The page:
Logo: University of Southern California

Westridge High Teens Get Inside Look at USC Engineering

Women In Engineering (WIE) Connect 2008 program introduces girls to a bright future in science and technology

March 05, 2008 — “Engineering Adventures” may have been a defining moment in the lives of 40 girls from Westridge High School who wanted to learn more about engineering.
Westridge High School girls question Viterbi student presenters during Engineering 101, held in Tutor Hall.

After a day of presentations and hands-on engineering experiments led by 35 Viterbi School undergraduate women, the girls, all of whom are exceling in math and science, knew more about engineering than their college counselor. And for some of them, the visit to USC may have been the start of a long and rewarding career in the field.   

“As a college counselor, I’m always asked to explain engineering, but I always feel a little at a loss as to what it is,” said Lee Stork, Westridge director of college counseling.  “But this program is just great. I feel like the girls already know a lot more about engineering right now – in the first hour of this program – than I could ever have told them.”

Stork was part of the Viterbi School’s Women in Engineering (WIE) Connect 2008, a unique program offering high school girls a chance to learn more about the field of engineering.  During this year’s visit to the Viterbi School, Westridge High School girls gained a first-hand understanding of engineering’s many subdisciplines through “Engineering Adventures,” and visited parts of the campus, all to spark their interest in engineering and encourage them to enroll at USC when the time comes.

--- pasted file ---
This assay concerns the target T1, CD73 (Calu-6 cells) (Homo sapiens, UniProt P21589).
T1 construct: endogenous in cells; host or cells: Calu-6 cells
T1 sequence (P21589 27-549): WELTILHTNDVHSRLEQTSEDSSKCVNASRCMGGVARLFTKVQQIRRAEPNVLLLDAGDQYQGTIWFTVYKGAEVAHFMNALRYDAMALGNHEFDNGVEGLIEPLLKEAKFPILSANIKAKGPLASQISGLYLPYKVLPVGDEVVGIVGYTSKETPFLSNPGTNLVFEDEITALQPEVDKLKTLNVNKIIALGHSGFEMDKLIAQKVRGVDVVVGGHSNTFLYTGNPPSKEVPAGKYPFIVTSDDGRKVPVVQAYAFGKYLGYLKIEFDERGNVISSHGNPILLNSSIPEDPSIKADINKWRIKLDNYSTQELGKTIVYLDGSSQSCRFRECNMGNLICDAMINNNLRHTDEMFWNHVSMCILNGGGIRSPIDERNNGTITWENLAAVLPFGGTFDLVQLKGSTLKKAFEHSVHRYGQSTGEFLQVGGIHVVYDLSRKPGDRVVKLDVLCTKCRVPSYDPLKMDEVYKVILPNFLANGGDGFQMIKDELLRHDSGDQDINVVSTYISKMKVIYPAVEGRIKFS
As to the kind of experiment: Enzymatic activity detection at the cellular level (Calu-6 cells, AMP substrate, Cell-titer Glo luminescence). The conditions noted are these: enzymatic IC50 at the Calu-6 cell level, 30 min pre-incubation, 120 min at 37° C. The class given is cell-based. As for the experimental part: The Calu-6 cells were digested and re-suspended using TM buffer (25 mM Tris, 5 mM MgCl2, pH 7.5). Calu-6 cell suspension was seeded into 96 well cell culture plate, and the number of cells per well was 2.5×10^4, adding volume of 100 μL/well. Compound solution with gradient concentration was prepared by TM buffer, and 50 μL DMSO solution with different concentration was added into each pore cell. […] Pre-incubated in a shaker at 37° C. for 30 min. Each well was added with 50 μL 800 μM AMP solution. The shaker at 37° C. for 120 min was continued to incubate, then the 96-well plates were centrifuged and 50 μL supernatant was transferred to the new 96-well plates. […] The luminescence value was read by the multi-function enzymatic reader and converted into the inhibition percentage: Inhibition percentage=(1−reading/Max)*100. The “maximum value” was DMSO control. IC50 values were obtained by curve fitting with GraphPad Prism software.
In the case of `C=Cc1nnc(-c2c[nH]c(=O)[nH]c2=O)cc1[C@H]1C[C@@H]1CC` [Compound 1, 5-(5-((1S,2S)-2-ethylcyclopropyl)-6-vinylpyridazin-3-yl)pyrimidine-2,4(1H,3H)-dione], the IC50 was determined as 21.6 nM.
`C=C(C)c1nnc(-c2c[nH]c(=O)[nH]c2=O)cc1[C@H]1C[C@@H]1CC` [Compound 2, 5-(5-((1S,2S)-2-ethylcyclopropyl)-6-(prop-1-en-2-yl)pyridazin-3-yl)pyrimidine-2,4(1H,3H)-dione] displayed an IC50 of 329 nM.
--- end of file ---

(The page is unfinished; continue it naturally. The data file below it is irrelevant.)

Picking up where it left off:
Viterbi School freshman Mari Gallegos, who graduated from Westridge High School.

That’s exactly what Viterbi School freshman Mari Gallegos did one year ago.  As a senior at Westridge, she applied for admission and a Presidential Scholarship at USC.  The scholarship brought her to campus for an interview and an overnight stay. By morning, she knew she wanted to pursue an engineering degree at the Viterbi School.
“Coming here, meeting people, going to a couple of classes just felt so right,” said the freshman, who is majoring in mechanical engineering. “I knew immediately that I wanted to be here.”

She got the scholarship, too, which made her an instant star among the Westridge girls, some of whom remembered Gallegos in her Westridge uniform not too long ago.

The day started with a welcome breakfast on the second floor of Ronald Tutor Hall, followed by introductions from Kate Baxter, director of the Women In Engineering program.  Each girl was given a packet of materials and a WIE Connect 2008 t-shirt, then filed into a classroom downstairs for Engineering 101, a presentation by Viterbi students on the many different disciplines within engineering.

Ten undergraduates presented brief introductions, explaining what each field was, why they chose to major in it, what projects they’d worked on in their classes, and where that type of engineer might work after graduation. 
Did we pass? Westridge girls built this miniature vehicle to  carry napkins in a 10-minute race with other teams.